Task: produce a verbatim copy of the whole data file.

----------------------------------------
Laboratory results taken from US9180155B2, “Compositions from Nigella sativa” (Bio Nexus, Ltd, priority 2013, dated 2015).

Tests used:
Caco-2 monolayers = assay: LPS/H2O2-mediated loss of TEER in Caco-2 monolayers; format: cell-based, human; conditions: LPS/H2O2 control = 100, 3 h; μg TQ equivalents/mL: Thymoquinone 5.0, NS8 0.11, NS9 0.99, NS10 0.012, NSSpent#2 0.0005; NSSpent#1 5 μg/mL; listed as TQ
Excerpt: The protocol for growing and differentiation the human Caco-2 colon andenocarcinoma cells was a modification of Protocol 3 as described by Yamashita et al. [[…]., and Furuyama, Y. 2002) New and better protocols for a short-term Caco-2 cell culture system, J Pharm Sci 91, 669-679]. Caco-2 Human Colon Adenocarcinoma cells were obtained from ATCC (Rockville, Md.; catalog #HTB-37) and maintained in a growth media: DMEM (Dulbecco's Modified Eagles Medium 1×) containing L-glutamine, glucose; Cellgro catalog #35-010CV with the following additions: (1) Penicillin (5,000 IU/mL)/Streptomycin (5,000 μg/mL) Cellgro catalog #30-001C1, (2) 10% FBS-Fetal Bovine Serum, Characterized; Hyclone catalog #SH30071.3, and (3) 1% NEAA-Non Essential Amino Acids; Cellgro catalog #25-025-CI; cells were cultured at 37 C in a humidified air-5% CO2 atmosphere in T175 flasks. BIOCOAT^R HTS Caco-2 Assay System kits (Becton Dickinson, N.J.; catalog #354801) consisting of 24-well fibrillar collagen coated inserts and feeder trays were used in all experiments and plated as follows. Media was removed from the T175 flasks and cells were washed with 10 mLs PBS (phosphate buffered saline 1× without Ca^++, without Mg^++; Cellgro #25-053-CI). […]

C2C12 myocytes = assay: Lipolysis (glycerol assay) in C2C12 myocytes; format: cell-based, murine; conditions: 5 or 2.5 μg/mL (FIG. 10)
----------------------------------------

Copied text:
Laboratory results taken from US9180155B2, “Compositions from Nigella sativa” (Bio Nexus, Ltd, priority 2013, dated 2015).

Tests used:
Caco-2 monolayers = assay: LPS/H2O2-mediated loss of TEER in Caco-2 monolayers; format: cell-based, human; conditions: LPS/H2O2 control = 100, 3 h; μg TQ equivalents/mL: Thymoquinone 5.0, NS8 0.11, NS9 0.99, NS10 0.012, NSSpent#2 0.0005; NSSpent#1 5 μg/mL; listed as TQ
Excerpt: The protocol for growing and differentiation the human Caco-2 colon andenocarcinoma cells was a modification of Protocol 3 as described by Yamashita et al. [[…]., and Furuyama, Y. 2002) New and better protocols for a short-term Caco-2 cell culture system, J Pharm Sci 91, 669-679]. Caco-2 Human Colon Adenocarcinoma cells were obtained from ATCC (Rockville, Md.; catalog #HTB-37) and maintained in a growth media: DMEM (Dulbecco's Modified Eagles Medium 1×) containing L-glutamine, glucose; Cellgro catalog #35-010CV with the following additions: (1) Penicillin (5,000 IU/mL)/Streptomycin (5,000 μg/mL) Cellgro catalog #30-001C1, (2) 10% FBS-Fetal Bovine Serum, Characterized; Hyclone catalog #SH30071.3, and (3) 1% NEAA-Non Essential Amino Acids; Cellgro catalog #25-025-CI; cells were cultured at 37 C in a humidified air-5% CO2 atmosphere in T175 flasks. BIOCOAT^R HTS Caco-2 Assay System kits (Becton Dickinson, N.J.; catalog #354801) consisting of 24-well fibrillar collagen coated inserts and feeder trays were used in all experiments and plated as follows. Media was removed from the T175 flasks and cells were washed with 10 mLs PBS (phosphate buffered saline 1× without Ca^++, without Mg^++; Cellgro #25-053-CI). […]

C2C12 myocytes = assay: Lipolysis (glycerol assay) in C2C12 myocytes; format: cell-based, murine; conditions: 5 or 2.5 μg/mL (FIG. 10)